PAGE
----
(Mark Dery. Escape Velocity: Cyberculture at the End of the Century.
New York, NY: 1996. $23 hardcover.)

by Nicole Chardenet

BRISTOL, CT - I have seen the shape of cyberculture to come at the turn of the millennium, and it hurts. Literally.

As author Mark Dery, a cultural critic whose analyses have appeared in "Wired", "Rolling Stone", the "New York Times", and who edited a collection of essays on cyberculture called "Flame Wars" points out, that's mostly because cyberculture is a Guy Thing.

[True Love?]

Although his stiff, pedantic style is a bit pompous and tortured at times (one must imagine Mr. Dery flipping through the list of his on-line thesaurus looking for just the right synonym so as not to use the same adjective twice in his book), he has put together a generous overview of the various aspects and genres of cyberculture that those of us who haven't spent copious amounts of hours on the therapist's couch may have missed. "Will the technology we are creating eventually liberate or enslave us?" is the question the counterculture is asking.

If it's not going to ultimately enslave us, the unmistakeable fear pervading its members is that it will.

My own experience with cyberculture is two years on the Internet, three years on BBS's and getting fatally bored a quarter-way through the cyberpunk cult classic "Neuromancer". However, that is only one layer of the increasingly deep culture Dery delves into, which left me thanking God I'm a woman and not likely to go beyond the Internet for adventures in cyberspace, if it's even half of what this book describes.

Divided into six chapters, "Escape Velocity" touches upon the hackers, artists and aficionadoes who gave us the culture of performance art, magazines, older BBS's, movies, books, and music videos and examines what each has contributed to society. In "Metal Machine Music: Cyberpunk Meets the Black Leather Synth-Rockers," we find the first gory expressions of cyberpunk and man's ideas in relation to his machines. I say "man's" because cyberculture appears to be dominated mostly by men, and it was in Chapter 2 here where I first found myself repeating in disbelief, "Only a man could come up with this..."

It's here, for example, where we meet Trent Reznor of the rock band Nine Inch Nails and his sadomasochistic music video "Happiness in Slavery", which was banned by MTV for its gore and nudity. Strapped to a La-Z-Boy of Death, Reznor is impaled with wires, relieved of a small internal organ by a ripping pincer, and his entrails processed by machines (all of which he apparently enjoys). Only a pile of offal remains of him at the end. This, apparently, is supposed to symbolize man reduced to junk by machines, caught in the inescapable clutch of technology.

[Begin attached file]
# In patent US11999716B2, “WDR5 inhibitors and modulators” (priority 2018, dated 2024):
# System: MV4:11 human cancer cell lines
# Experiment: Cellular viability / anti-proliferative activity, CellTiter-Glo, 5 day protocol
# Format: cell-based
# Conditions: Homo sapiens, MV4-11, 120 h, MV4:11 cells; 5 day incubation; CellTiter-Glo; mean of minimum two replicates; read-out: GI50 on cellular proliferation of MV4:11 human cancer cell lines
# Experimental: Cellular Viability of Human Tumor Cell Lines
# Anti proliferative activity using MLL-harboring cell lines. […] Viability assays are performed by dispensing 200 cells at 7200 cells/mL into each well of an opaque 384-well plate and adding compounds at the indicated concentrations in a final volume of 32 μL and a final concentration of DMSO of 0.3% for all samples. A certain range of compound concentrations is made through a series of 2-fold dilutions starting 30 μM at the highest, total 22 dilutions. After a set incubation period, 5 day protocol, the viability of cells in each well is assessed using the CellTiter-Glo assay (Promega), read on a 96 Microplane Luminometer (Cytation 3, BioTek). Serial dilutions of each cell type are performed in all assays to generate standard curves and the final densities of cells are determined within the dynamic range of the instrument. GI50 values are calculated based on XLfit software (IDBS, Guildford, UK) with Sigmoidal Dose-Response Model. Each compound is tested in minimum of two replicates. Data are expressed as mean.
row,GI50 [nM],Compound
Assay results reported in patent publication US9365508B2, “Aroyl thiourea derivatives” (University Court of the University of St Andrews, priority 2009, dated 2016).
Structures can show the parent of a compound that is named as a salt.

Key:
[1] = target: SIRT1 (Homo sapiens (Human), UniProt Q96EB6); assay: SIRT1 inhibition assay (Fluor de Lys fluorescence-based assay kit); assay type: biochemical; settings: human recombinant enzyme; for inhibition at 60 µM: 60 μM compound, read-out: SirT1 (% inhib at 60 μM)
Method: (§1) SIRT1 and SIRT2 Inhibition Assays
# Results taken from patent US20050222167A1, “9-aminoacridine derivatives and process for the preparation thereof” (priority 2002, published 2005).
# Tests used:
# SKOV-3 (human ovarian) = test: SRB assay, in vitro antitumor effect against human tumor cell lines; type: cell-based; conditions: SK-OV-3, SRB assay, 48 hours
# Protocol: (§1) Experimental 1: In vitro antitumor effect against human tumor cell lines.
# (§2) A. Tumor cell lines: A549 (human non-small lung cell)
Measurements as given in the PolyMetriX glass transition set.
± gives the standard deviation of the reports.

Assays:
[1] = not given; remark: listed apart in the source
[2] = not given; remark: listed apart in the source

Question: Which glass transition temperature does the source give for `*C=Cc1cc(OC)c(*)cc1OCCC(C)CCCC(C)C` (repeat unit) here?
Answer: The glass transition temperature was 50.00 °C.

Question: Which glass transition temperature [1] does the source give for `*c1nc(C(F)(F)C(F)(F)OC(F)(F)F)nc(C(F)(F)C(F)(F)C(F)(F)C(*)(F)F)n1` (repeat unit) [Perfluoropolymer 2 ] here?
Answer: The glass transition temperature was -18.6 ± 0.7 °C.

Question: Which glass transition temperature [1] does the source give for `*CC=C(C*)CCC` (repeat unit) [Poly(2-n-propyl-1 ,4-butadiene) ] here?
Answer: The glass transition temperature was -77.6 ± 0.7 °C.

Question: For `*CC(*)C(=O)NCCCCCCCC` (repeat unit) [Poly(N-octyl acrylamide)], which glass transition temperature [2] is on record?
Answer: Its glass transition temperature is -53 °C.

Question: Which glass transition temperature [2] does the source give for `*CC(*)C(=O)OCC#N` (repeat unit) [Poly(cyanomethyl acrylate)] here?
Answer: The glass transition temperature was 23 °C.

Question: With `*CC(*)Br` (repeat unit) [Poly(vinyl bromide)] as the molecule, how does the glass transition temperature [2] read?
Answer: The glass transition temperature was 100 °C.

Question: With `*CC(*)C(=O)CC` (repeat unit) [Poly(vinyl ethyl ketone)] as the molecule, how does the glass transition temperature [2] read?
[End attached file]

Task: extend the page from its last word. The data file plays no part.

In "Waging A Tinkerer's War: Mechanical Spectacle," we are treated to the men who bring us absurdist machine wars of political expression, exemplified, like some post-modern monster truck show, by gratuitous scenes of destruction involving imaginative large creature-like man-made weapons. And for them's that likes a human touch in their technological commentary, we bring you Stelarc, in the chapter on performance art, an artist who likes to suspend himself with metal hooks embedded in his body to make his point, and Chris Burden, who had a friend blow a chunk of his arm off in one performance and commented, "[A] guy pulls a trigger, and in a fraction of a second, I'd made a sculpture."

Yeah. Right. This book is *not* for the squeamish.

Of course, if you'd rather make love and not war with your Cuisinart, you can turn to the section on Future Sex and find out, if you haven't tried it yourself already, how to have netsex with someone on AOL or just how expensive and troublesome it can be to masturbate in the twenty-first century. Because cybersex, it seems, won't require a partner anymore, which should make more than a few underlaid cybergeeks deliriously happy. Here we find the android of the future who will, like Data in the old "Star Trek: The Next Generation" TV series, be "fully equipped" to perform *all* human functions. Needless to say, you won't be paying big bucks for these guys to mix your martini.

Perhaps the most depressing aspect of this book is just how many people in the culture, either in the artistic realm or in scientific development, seem to be in need of some serious psychotherapy. Although neither the author nor the denizens he writes of could be described as Luddite, there is a pervading sense of technophobia throughout; and too many, it seems, are completely alienated from their bodies and would be far happier if they could download their consciousness into a mainframe somewhere and never deal with human contact again.

There are very few women here, and the ones who are appear to be mostly female literary characters with the same testosterone-laced neuroses as their male counterparts, conceived of mostly by male writers.

"Escape Velocity" is a great book for anyone interested in the counterculture of cyberspace, but it's a great argument for feminizing the domain a little more. Or, at the very least, calling in a cyborg-psychiatrist.

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